Marlene Clark Poster


Jump to: Overview (1)  | Mini Bio (1)  | Spouse (1)  | Trivia (2)  | Personal Quotes (2)

Overview (1)

Born in New York City, New York, USA

Mini Bio (1)

Lovely, sultry and charismatic Marlene Clark was born December 19, 1949, in Los Angeles, California. Her father was a bus driver and her mother worked in a factory. Marlene grew up in New York City's Harlem area, and went to junior college in Tennessee. She was a speech major at the City College of New York. She first started acting in plays in college. She was working as a fashion model before making her film debut with a small part in For Love of Ivy (1968). Marlene has had minor uncredited bit roles in Midnight Cowboy (1969) and Putney Swope (1969). She gave an outstanding performance as the enticing but dangerous Ganja in Ganja & Hess (1973). Other memorable parts include pesky government agent Kim in Slaughter (1972). the ill-fated Mariane Hargis in Beware! The Blob (1972), the very sexy titular reptilian demonic seductress in Night of the Cobra Woman (1972), the foxy Caroline in The Beast Must Die (1974) and the affluent Caroline in The Baron (1977). She had a recurring role as Lamont Sanford's fiancé Janet Lawson on the hit sitcom Sanford and Son (1972). In addition, she has made guest appearances on episodes of such TV shows as Marcus Welby, M.D. (1969), Bonanza (1959), Mod Squad (1968), Highway to Heaven (1984) and Head of the Class (1986). Clark was married to Billy Dee Williams from 1968 to 1971. More recently she has done interviews and commentaries on DVD releases of the films "Ganja & Hess" and "The Baron."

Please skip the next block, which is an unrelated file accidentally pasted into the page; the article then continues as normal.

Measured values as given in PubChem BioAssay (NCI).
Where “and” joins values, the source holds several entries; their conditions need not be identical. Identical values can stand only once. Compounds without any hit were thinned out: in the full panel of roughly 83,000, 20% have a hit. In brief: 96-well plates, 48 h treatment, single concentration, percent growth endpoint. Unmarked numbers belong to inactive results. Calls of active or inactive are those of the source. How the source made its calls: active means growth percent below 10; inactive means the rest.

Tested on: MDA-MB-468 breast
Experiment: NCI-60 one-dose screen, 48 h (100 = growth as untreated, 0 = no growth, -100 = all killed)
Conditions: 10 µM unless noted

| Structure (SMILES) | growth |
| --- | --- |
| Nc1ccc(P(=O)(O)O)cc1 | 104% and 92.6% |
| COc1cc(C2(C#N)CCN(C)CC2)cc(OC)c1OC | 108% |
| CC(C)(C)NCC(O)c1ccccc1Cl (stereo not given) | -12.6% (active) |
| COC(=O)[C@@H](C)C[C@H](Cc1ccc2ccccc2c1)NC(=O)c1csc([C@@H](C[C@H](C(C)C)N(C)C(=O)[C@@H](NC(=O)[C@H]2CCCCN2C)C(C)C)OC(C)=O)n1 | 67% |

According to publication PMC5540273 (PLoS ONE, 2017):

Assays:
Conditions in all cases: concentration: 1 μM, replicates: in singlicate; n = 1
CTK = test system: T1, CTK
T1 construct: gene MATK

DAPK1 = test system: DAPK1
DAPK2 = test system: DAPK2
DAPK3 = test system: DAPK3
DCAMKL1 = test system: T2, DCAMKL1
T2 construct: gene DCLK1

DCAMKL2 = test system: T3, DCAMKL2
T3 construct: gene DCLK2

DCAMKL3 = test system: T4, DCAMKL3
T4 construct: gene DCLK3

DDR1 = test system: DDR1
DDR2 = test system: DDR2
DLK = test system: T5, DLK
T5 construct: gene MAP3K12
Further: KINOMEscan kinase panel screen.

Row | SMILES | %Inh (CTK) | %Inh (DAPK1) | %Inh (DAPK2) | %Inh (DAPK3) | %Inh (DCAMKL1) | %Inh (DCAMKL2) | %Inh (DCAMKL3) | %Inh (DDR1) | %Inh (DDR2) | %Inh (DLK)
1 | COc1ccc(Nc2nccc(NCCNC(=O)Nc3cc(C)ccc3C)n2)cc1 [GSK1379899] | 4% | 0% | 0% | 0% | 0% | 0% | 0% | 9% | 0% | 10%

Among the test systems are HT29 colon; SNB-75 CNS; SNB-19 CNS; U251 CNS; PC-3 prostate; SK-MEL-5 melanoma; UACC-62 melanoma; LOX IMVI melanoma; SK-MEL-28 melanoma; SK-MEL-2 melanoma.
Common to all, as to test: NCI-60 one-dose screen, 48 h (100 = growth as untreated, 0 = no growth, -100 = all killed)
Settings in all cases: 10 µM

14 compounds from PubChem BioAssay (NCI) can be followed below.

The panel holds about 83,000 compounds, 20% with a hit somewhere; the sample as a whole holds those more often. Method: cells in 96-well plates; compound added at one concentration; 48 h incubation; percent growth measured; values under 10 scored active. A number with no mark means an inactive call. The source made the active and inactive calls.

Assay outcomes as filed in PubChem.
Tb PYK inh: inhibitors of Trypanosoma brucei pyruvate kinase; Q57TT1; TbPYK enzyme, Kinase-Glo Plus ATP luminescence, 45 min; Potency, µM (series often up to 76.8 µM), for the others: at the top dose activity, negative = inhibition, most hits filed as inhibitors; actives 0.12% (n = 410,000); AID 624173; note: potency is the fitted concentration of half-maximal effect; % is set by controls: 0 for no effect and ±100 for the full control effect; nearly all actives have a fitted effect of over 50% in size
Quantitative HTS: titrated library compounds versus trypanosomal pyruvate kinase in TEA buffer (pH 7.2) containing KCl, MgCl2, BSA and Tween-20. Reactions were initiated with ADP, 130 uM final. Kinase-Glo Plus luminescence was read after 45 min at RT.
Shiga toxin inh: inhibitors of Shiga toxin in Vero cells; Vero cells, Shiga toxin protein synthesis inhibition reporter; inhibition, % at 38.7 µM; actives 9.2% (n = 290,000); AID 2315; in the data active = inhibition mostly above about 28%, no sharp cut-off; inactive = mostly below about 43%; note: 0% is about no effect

- IMDb Mini Biography By: woodyanders (qv's & corrections by A. Nonymous)

Spouse (1)

Billy Dee Williams (1968 - 1971) ( divorced)

Trivia (2)

Was featured prominently in the newspaper ads and posters of Putney Swope (1969), but appears unbilled in the movie.
Before becoming an actress, she was a model - mostly in New York.

Personal Quotes (2)

[reflecting on her career as a black actress] I've worked. I did shows, I did guest spots, I did things in movies. I had a career, I paid my bills. I don't not work because of my color, I don't not work because of my age. I think the whole Blaxploitation thing, financially it was very rewarding and it helped [the studios] through some rough times. They used it, and then when they didn't need it anymore, they didn't need it anymore. For me, that's pretty much how everything works. So is race involved? Yeah, race is involved, but also some of it is just business. This is what we do, and this is how we do it; we use you, and then we don't. We exploit a situation or a person or whatever and then we move on. So I try to not look at everything as though it's about race. First of all it will make you crazy and paranoid, and secondly it's not always about that. I do what I do because I have to stay sane, and if you just play that race card all the time you will not be sane. You will be angry and not a happy person. It's not how I want to run my life.
[Talking about working with Jim Brown on Slaughter (1972)] He was OK. The first scene we did, we shot one take and then he walked over to the director and said, "Tell her she can't act that way." Jim said, "I don't act, I react, and that's what she's doing. She can't do what I'm doing." And I'm standing there while he says this. [laughs] It was too "under" for him. So, I just did what I was told.

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